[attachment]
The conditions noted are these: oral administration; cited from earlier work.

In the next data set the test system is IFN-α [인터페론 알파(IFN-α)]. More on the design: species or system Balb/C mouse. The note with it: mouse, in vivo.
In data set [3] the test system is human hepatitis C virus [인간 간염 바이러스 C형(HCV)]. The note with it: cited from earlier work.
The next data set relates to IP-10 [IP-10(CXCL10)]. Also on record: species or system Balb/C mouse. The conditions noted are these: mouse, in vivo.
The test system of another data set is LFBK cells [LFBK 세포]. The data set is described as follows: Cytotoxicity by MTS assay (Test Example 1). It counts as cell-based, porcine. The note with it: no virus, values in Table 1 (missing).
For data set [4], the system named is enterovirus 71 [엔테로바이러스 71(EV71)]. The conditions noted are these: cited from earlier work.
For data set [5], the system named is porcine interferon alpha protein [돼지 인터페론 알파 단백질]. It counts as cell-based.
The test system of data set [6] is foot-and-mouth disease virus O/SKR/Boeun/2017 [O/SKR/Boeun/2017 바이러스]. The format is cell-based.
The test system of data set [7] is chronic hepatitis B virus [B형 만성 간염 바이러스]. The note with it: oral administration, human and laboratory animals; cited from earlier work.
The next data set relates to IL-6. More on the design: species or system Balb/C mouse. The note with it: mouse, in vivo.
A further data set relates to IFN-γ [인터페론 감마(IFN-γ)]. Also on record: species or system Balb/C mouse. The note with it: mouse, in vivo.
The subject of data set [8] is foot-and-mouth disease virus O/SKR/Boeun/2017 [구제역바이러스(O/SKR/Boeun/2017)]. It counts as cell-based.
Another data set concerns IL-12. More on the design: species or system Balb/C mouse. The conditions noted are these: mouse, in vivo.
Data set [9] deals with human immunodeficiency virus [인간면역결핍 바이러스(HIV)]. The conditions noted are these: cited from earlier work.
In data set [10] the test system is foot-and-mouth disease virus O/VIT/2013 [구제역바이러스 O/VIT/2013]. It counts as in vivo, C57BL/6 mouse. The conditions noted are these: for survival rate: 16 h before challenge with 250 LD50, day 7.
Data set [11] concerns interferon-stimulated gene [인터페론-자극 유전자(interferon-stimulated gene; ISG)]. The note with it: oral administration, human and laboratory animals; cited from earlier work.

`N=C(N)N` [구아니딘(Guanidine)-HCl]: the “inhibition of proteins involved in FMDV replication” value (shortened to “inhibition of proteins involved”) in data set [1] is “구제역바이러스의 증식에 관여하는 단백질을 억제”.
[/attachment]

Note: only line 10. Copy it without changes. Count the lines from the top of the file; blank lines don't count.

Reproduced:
The next data set relates to IL-6. More on the design: species or system Balb/C mouse. The note with it: mouse, in vivo.